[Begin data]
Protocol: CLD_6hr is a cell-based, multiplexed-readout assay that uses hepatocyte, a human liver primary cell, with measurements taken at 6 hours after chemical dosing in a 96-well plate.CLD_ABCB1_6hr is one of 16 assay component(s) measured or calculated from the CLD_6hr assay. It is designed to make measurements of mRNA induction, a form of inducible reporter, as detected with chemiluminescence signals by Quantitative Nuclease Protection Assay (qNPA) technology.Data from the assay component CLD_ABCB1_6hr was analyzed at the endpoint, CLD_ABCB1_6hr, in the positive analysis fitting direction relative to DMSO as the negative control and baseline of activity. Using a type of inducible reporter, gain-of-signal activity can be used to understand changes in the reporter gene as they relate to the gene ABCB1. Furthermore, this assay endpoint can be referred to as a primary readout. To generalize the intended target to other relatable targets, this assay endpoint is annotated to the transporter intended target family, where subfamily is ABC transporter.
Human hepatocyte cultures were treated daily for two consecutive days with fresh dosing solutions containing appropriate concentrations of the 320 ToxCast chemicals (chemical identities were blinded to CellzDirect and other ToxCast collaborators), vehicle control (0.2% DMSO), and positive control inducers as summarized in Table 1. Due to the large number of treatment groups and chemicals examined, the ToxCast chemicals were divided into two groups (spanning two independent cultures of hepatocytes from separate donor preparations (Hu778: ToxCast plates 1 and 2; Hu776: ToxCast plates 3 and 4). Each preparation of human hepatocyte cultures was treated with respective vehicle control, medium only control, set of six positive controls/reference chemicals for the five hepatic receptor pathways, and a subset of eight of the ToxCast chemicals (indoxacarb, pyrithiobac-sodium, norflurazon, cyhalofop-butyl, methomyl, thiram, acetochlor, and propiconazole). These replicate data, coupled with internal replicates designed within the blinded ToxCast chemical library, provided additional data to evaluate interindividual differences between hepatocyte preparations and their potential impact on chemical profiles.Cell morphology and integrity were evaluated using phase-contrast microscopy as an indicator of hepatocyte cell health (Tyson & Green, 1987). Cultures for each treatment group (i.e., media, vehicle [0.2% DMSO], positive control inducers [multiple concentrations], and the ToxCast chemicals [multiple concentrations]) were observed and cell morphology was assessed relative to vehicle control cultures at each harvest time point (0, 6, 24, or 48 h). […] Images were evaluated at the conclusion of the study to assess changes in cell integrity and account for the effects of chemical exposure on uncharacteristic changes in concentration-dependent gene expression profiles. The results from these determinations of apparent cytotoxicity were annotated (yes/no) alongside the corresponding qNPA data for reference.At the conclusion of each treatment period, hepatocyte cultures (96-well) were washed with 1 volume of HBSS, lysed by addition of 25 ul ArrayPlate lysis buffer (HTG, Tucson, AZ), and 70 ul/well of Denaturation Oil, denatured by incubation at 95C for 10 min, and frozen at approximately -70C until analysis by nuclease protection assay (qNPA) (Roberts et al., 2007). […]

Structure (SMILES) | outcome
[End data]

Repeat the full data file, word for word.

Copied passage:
Protocol: CLD_6hr is a cell-based, multiplexed-readout assay that uses hepatocyte, a human liver primary cell, with measurements taken at 6 hours after chemical dosing in a 96-well plate.CLD_ABCB1_6hr is one of 16 assay component(s) measured or calculated from the CLD_6hr assay. It is designed to make measurements of mRNA induction, a form of inducible reporter, as detected with chemiluminescence signals by Quantitative Nuclease Protection Assay (qNPA) technology.Data from the assay component CLD_ABCB1_6hr was analyzed at the endpoint, CLD_ABCB1_6hr, in the positive analysis fitting direction relative to DMSO as the negative control and baseline of activity. Using a type of inducible reporter, gain-of-signal activity can be used to understand changes in the reporter gene as they relate to the gene ABCB1. Furthermore, this assay endpoint can be referred to as a primary readout. To generalize the intended target to other relatable targets, this assay endpoint is annotated to the transporter intended target family, where subfamily is ABC transporter.
Human hepatocyte cultures were treated daily for two consecutive days with fresh dosing solutions containing appropriate concentrations of the 320 ToxCast chemicals (chemical identities were blinded to CellzDirect and other ToxCast collaborators), vehicle control (0.2% DMSO), and positive control inducers as summarized in Table 1. Due to the large number of treatment groups and chemicals examined, the ToxCast chemicals were divided into two groups (spanning two independent cultures of hepatocytes from separate donor preparations (Hu778: ToxCast plates 1 and 2; Hu776: ToxCast plates 3 and 4). Each preparation of human hepatocyte cultures was treated with respective vehicle control, medium only control, set of six positive controls/reference chemicals for the five hepatic receptor pathways, and a subset of eight of the ToxCast chemicals (indoxacarb, pyrithiobac-sodium, norflurazon, cyhalofop-butyl, methomyl, thiram, acetochlor, and propiconazole). These replicate data, coupled with internal replicates designed within the blinded ToxCast chemical library, provided additional data to evaluate interindividual differences between hepatocyte preparations and their potential impact on chemical profiles.Cell morphology and integrity were evaluated using phase-contrast microscopy as an indicator of hepatocyte cell health (Tyson & Green, 1987). Cultures for each treatment group (i.e., media, vehicle [0.2% DMSO], positive control inducers [multiple concentrations], and the ToxCast chemicals [multiple concentrations]) were observed and cell morphology was assessed relative to vehicle control cultures at each harvest time point (0, 6, 24, or 48 h). […] Images were evaluated at the conclusion of the study to assess changes in cell integrity and account for the effects of chemical exposure on uncharacteristic changes in concentration-dependent gene expression profiles. The results from these determinations of apparent cytotoxicity were annotated (yes/no) alongside the corresponding qNPA data for reference.At the conclusion of each treatment period, hepatocyte cultures (96-well) were washed with 1 volume of HBSS, lysed by addition of 25 ul ArrayPlate lysis buffer (HTG, Tucson, AZ), and 70 ul/well of Denaturation Oil, denatured by incubation at 95C for 10 min, and frozen at approximately -70C until analysis by nuclease protection assay (qNPA) (Roberts et al., 2007). […]

Structure (SMILES) | outcome